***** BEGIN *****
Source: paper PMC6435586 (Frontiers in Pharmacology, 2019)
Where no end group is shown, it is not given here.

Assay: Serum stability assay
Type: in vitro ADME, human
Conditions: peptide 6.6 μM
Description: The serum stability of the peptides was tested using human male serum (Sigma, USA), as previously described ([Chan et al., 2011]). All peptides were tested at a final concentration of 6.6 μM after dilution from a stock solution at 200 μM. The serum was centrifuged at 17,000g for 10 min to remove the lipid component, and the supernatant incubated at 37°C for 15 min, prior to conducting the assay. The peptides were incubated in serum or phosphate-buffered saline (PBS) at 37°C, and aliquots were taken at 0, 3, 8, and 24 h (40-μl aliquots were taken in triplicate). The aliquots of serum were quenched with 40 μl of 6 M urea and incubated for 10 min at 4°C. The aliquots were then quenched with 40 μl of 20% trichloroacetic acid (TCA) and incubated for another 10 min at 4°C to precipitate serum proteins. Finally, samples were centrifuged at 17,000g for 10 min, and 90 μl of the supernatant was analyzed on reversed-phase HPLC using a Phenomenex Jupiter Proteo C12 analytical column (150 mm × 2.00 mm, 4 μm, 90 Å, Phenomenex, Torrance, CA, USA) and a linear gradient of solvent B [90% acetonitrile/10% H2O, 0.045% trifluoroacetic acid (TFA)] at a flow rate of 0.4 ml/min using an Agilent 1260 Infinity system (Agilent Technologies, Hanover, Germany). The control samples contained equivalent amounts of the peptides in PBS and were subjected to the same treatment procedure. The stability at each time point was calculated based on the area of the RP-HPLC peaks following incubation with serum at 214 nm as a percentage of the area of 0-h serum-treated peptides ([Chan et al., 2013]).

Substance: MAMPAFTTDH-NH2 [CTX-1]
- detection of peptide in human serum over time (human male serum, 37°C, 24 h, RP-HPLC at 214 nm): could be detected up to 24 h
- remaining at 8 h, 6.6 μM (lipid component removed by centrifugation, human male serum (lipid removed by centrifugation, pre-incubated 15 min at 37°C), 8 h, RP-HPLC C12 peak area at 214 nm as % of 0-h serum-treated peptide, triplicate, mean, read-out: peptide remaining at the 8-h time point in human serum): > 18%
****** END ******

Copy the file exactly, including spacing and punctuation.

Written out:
Source: paper PMC6435586 (Frontiers in Pharmacology, 2019)
Where no end group is shown, it is not given here.

Assay: Serum stability assay
Type: in vitro ADME, human
Conditions: peptide 6.6 μM
Description: The serum stability of the peptides was tested using human male serum (Sigma, USA), as previously described ([Chan et al., 2011]). All peptides were tested at a final concentration of 6.6 μM after dilution from a stock solution at 200 μM. The serum was centrifuged at 17,000g for 10 min to remove the lipid component, and the supernatant incubated at 37°C for 15 min, prior to conducting the assay. The peptides were incubated in serum or phosphate-buffered saline (PBS) at 37°C, and aliquots were taken at 0, 3, 8, and 24 h (40-μl aliquots were taken in triplicate). The aliquots of serum were quenched with 40 μl of 6 M urea and incubated for 10 min at 4°C. The aliquots were then quenched with 40 μl of 20% trichloroacetic acid (TCA) and incubated for another 10 min at 4°C to precipitate serum proteins. Finally, samples were centrifuged at 17,000g for 10 min, and 90 μl of the supernatant was analyzed on reversed-phase HPLC using a Phenomenex Jupiter Proteo C12 analytical column (150 mm × 2.00 mm, 4 μm, 90 Å, Phenomenex, Torrance, CA, USA) and a linear gradient of solvent B [90% acetonitrile/10% H2O, 0.045% trifluoroacetic acid (TFA)] at a flow rate of 0.4 ml/min using an Agilent 1260 Infinity system (Agilent Technologies, Hanover, Germany). The control samples contained equivalent amounts of the peptides in PBS and were subjected to the same treatment procedure. The stability at each time point was calculated based on the area of the RP-HPLC peaks following incubation with serum at 214 nm as a percentage of the area of 0-h serum-treated peptides ([Chan et al., 2013]).

Substance: MAMPAFTTDH-NH2 [CTX-1]
- detection of peptide in human serum over time (human male serum, 37°C, 24 h, RP-HPLC at 214 nm): could be detected up to 24 h
- remaining at 8 h, 6.6 μM (lipid component removed by centrifugation, human male serum (lipid removed by centrifugation, pre-incubated 15 min at 37°C), 8 h, RP-HPLC C12 peak area at 214 nm as % of 0-h serum-treated peptide, triplicate, mean, read-out: peptide remaining at the 8-h time point in human serum): > 18%